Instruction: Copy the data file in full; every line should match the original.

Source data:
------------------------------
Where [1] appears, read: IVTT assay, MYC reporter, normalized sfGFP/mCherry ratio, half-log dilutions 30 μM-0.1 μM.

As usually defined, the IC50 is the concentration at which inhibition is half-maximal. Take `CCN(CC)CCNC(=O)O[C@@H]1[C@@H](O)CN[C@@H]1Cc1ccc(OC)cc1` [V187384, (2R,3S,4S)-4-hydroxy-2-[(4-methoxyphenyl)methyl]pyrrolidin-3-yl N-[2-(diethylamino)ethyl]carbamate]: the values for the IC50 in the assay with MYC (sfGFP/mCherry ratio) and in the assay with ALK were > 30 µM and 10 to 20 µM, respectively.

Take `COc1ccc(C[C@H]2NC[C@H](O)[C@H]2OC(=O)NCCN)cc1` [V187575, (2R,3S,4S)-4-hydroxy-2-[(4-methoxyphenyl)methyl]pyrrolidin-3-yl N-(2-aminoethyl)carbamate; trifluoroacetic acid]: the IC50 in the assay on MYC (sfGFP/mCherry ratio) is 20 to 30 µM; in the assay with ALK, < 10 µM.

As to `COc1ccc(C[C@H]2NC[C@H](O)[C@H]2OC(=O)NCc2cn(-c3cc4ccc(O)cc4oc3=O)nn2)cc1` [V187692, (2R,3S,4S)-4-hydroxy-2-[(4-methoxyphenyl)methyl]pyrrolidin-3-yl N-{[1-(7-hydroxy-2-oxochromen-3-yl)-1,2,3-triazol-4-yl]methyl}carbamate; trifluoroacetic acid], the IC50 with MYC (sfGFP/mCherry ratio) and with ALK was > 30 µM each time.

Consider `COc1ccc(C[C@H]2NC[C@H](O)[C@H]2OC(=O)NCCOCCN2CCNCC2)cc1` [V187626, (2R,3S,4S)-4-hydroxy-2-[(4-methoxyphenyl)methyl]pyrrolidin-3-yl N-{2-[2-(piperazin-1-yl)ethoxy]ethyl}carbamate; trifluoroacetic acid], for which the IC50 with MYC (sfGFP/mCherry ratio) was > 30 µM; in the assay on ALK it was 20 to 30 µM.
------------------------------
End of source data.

Where [1] appears, read: IVTT assay, MYC reporter, normalized sfGFP/mCherry ratio, half-log dilutions 30 μM-0.1 μM.

As usually defined, the IC50 is the concentration at which inhibition is half-maximal. Take `CCN(CC)CCNC(=O)O[C@@H]1[C@@H](O)CN[C@@H]1Cc1ccc(OC)cc1` [V187384, (2R,3S,4S)-4-hydroxy-2-[(4-methoxyphenyl)methyl]pyrrolidin-3-yl N-[2-(diethylamino)ethyl]carbamate]: the values for the IC50 in the assay with MYC (sfGFP/mCherry ratio) and in the assay with ALK were > 30 µM and 10 to 20 µM, respectively.

Take `COc1ccc(C[C@H]2NC[C@H](O)[C@H]2OC(=O)NCCN)cc1` [V187575, (2R,3S,4S)-4-hydroxy-2-[(4-methoxyphenyl)methyl]pyrrolidin-3-yl N-(2-aminoethyl)carbamate; trifluoroacetic acid]: the IC50 in the assay on MYC (sfGFP/mCherry ratio) is 20 to 30 µM; in the assay with ALK, < 10 µM.

As to `COc1ccc(C[C@H]2NC[C@H](O)[C@H]2OC(=O)NCc2cn(-c3cc4ccc(O)cc4oc3=O)nn2)cc1` [V187692, (2R,3S,4S)-4-hydroxy-2-[(4-methoxyphenyl)methyl]pyrrolidin-3-yl N-{[1-(7-hydroxy-2-oxochromen-3-yl)-1,2,3-triazol-4-yl]methyl}carbamate; trifluoroacetic acid], the IC50 with MYC (sfGFP/mCherry ratio) and with ALK was > 30 µM each time.

Consider `COc1ccc(C[C@H]2NC[C@H](O)[C@H]2OC(=O)NCCOCCN2CCNCC2)cc1` [V187626, (2R,3S,4S)-4-hydroxy-2-[(4-methoxyphenyl)methyl]pyrrolidin-3-yl N-{2-[2-(piperazin-1-yl)ethoxy]ethyl}carbamate; trifluoroacetic acid], for which the IC50 with MYC (sfGFP/mCherry ratio) was > 30 µM; in the assay on ALK it was 20 to 30 µM.